Foot care is essential for people with diabetes. Diabetes can impede blood circulation in the foot and can also affect nerve endings which can cause peripheral neuropathy. Poor blood circulation will affect oxygenation in your foot, which may cause poor tissue healing. Insensitivity due to nerve problems brought about by diabetes can also increase your risk of foot injury.
Foot care for diabetes is essential for prevention and healing of wounds.
Here are the guidelines for you to do so:[su_list_fav]
- Get professional foot advice from a podiatrist at least every 6 months.
- Be foot hygienic; clean your feet including in between your toes.
- Have a closer look at your foot now and then, and watch out for sores, cuts, bruises, changes to toenails. You may even use a mirror to look at the sole of your foot.
- Change into a better and healthy lifestyle; loose weight, do not smoke and reduce alcohol consumption.
- Remember to cut your nails straight across and do not cut into corners.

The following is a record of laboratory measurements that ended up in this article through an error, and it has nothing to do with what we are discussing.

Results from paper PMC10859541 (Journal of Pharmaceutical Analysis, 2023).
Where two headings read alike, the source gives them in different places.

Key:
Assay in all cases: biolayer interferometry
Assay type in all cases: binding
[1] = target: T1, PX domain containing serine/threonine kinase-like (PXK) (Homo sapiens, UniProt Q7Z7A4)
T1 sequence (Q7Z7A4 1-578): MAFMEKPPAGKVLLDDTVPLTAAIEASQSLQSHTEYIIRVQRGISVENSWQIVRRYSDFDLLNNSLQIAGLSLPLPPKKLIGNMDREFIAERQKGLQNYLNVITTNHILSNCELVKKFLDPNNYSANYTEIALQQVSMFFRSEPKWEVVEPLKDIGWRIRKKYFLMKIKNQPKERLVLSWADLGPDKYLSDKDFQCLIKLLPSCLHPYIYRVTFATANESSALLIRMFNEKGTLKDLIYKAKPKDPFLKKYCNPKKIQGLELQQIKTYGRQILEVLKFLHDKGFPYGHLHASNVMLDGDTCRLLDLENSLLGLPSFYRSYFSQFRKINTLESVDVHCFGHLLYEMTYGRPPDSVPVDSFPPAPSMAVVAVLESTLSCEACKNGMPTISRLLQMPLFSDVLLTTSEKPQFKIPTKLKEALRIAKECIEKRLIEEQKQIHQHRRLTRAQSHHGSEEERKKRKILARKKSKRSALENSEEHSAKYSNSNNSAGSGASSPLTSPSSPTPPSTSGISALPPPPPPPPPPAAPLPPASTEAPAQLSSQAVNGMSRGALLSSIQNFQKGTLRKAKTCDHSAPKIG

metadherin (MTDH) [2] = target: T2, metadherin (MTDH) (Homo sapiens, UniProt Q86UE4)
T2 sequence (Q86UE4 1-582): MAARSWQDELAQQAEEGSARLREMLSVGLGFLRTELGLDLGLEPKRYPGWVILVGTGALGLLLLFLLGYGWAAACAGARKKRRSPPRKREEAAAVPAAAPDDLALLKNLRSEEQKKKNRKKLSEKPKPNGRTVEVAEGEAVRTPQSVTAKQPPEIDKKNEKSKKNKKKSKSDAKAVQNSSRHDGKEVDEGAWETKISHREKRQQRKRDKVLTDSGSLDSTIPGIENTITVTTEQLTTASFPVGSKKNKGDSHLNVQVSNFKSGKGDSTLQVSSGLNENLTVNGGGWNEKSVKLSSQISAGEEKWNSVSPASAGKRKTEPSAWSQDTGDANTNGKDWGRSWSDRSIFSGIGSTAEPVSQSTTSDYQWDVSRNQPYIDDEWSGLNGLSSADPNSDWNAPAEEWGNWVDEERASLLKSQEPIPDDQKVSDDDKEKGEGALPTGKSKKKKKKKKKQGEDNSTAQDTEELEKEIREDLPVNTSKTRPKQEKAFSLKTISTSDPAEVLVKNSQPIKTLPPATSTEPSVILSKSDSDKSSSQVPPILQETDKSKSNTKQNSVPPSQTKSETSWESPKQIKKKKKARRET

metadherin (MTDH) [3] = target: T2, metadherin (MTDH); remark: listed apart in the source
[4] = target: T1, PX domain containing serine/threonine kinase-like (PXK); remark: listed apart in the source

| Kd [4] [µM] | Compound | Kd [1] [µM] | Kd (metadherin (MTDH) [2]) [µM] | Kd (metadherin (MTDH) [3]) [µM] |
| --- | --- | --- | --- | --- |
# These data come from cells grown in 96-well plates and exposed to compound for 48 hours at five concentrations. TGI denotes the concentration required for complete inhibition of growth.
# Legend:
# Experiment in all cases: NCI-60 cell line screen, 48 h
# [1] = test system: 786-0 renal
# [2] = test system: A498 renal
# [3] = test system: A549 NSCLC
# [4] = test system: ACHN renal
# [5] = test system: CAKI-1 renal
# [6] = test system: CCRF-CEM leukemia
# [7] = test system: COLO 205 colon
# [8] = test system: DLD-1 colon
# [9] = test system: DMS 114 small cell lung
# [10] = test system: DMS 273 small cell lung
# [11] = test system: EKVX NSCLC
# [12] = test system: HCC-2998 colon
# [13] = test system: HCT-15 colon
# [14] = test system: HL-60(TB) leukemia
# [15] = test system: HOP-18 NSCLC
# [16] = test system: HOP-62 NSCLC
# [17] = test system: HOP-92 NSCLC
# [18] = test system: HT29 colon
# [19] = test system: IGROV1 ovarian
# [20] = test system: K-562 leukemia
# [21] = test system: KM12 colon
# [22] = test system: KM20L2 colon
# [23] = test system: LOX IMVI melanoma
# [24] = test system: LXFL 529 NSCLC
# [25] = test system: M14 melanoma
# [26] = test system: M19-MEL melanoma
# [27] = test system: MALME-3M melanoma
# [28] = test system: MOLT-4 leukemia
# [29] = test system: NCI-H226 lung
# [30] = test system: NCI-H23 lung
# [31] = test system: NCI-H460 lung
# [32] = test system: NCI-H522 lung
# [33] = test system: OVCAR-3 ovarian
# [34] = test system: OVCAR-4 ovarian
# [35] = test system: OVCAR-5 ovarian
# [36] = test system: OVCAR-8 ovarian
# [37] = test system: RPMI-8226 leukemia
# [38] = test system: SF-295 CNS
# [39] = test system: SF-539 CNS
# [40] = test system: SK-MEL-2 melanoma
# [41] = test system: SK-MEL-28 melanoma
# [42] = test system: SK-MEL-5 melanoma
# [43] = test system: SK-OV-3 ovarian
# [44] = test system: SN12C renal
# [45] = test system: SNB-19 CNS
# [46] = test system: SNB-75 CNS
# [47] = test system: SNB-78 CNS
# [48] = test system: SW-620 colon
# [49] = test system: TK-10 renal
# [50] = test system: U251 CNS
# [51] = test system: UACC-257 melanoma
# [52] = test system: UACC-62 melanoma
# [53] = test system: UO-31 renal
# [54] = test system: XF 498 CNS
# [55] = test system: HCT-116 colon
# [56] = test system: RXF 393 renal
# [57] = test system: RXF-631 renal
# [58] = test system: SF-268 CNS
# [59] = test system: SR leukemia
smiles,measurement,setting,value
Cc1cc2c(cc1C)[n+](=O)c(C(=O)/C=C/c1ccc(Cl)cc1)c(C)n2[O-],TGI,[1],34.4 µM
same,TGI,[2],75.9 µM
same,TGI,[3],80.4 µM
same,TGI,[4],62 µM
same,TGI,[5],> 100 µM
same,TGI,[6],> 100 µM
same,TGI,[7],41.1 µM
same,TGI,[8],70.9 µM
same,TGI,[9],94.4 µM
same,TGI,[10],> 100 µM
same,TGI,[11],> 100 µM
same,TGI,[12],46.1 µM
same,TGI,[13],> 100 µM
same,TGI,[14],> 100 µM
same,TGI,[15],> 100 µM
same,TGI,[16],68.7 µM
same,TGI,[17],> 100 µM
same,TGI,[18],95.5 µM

- Always consult a podiatrist when you find corns and calluses; never attempt to remove them yourself.
- Avoid being barefoot even when you are at home; this depletes the chance of you getting an accidental damage.
- Find comfortable and well-fitted footwear; poor footwear for people with diabetes can cause many problems.
- Do not wear tight socks or hosiery; this may impede circulation.
The Penrith Physiotherapy & Allied Health Centre team of podiatrists have more than many years of combined experience to precisely assess and diagnose your condition. We have state-of-the-art 3D foot imaging laser scanner and computerised pressure plate system which we utilise to assess conditions and make the right orthotics when required.